Featured Faces: Sean Mack
Small photo at Galaxy Comics, Saginaw
Photo and interview by Gina Myers
September 4, 2009
Even though he has just entered his final semester at the Center for Creative Studies in Detroit, local artist Sean Mack has already been working in his field. The freelance illustrator has designed album covers and
t-shirts for musicians and a clothing company. Additionally, the twenty-two year old keeps himself busy by illustrating two comics, The Smack Chronicles and The Revolutionary Times. His work is influenced by anime and Saturday morning cartoons, so it is no surprise he daydreams in the shower of the movies and animated series he would like to someday make.
GM: You are about to enter your last semester at CCS for illustration. What do you plan on doing after you graduate?
SM: I will continue to work on the projects that I am currently working on—designing t-shirts for Identical Variant and working on the comic strip The Revolutionary Times—but I will mainly focus on getting my name out there, doing freelance work, whatever I can get my hands on, but basically comics and t-shirts.
GM: How has CCS helped you?
SM: It has helped me tremendously. I went in there thinking the art that I was already doing was the greatest thing in the world, but then on my first day I was immediately blown away by other artists. Since that first day, I have put myself to the test, saying I have to be better than that person and that person. Even though they're my friends, I have to be better than them.
GM: Before CCS, you attended the Saginaw Arts and Sciences Academy. How was that experience?
SM: It was weird at first. The art program at SASA is separated into 2D arts and 3D arts, and when I first entered I wanted to go into 2D but they put me in 3D. I didn't understand why they put me there. I had no experience in making sculptures or anything like that. I was in 3D for the first three years of high schoo,l and over that time I started to figure out why they put me there. I got to learn about statues and different types of art, and I learned to bring all these things together. It definitely broadened my horizon.
GM: Do you still do any of the other stuff or are you primarily focused on drawing?
SM: Primarily drawing. . . . It was good to learn, but now I am definitely focused on drawing.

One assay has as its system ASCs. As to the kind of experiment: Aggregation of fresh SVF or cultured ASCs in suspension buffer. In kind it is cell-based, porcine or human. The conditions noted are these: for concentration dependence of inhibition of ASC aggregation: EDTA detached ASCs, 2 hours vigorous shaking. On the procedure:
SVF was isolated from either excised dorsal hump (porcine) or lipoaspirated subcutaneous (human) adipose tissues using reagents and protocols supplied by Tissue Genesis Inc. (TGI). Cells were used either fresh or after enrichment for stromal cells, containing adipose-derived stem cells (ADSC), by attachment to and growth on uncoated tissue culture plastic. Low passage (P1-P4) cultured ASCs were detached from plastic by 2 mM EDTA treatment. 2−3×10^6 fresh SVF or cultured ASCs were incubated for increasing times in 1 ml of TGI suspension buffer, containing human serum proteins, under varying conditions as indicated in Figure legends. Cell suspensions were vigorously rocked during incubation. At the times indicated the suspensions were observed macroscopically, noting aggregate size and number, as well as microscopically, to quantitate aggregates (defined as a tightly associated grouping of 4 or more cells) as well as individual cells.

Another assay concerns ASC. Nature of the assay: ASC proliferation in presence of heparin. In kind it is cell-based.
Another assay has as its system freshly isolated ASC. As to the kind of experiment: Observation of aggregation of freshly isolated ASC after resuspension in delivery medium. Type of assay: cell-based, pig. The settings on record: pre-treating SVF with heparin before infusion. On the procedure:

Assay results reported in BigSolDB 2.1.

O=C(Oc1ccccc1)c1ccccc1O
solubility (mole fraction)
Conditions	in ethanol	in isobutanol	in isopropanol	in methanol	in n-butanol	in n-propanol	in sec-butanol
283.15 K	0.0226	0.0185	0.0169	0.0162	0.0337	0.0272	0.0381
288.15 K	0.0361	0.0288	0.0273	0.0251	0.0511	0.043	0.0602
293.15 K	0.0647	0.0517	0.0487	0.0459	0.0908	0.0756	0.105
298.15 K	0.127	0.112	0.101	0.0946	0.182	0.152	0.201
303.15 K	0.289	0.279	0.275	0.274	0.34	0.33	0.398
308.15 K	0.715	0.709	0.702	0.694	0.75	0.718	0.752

GM: You currently design t-shirts for Identical Variant. Have you done any other fashion or clothing stuff?
SM: I have been asked to design shirts for some emcees in East Lansing, JYoung and P.H.I.L.T.H.Y. I am currently working on something for them entitled "The Black Shirt," but mainly I just do designs for Identical Variant (IV). In the future I think it would be cool to do my own shirts, to put my characters on shirts ... I don't know, maybe have my own line with IV.
GM: You mentioned JYoung, whom you also designed an album cover for. And you did Big Sean's album cover too?
SM: Well, I didn't actually do the cover for Big Sean. I met Sean at Wayne State and originally he had asked me to do the album cover, and he wanted me to make it look like Kanye West's Graduation. So I drew Sean with this row of Kanye teddy bears in front of him. When I showed it to him, he was like 'Oh man, this is dope, but I don't want it to be too much like Graduation.' [laughs] So I had to re-do it. Come the time the mixtape came out, I looked at it and was like, 'Wait a minute, I didn't do that.' But then I looked at the back cover and was like, 'Okay, I did do that!'
And I did JYoung's cover, which was an easy process. I know JYoung; I know his music; I know what he's about, and he had a clear idea of what he wanted done. It has JYoung, P.H.I.L.T.H.Y., and their producer on the medal podium with their fists raised in the air, sort of like the black power salute at the 1968 Olympics.
GM: Do you see yourself getting involved with doing more album covers? Do you enjoy that kind of work?
SM: I do; I do. If there is something I love more than art, it is probably music.
GM: When you are commissioned to do work, do people come to you already with an idea of what they want done, or do you have more freedom when it comes to the design?
SM: It varies. Sometimes people come with an idea ready that they just need for me to flesh out, and other times people will just want me to go crazy. Actually, another album cover I am working on—for the mixtape IV is putting out—the owner Randall Pointer just said,"'It needs to have the title, and it needs to have IV on it. Other than that, go crazy." So basically I went crazy.
GM: You also work on two comic strips—The Smack Chronicles and The Revolutionary Times. Can you tell me about those? I guess start with The Smack Chronicles, which I am guessing is autobiographical.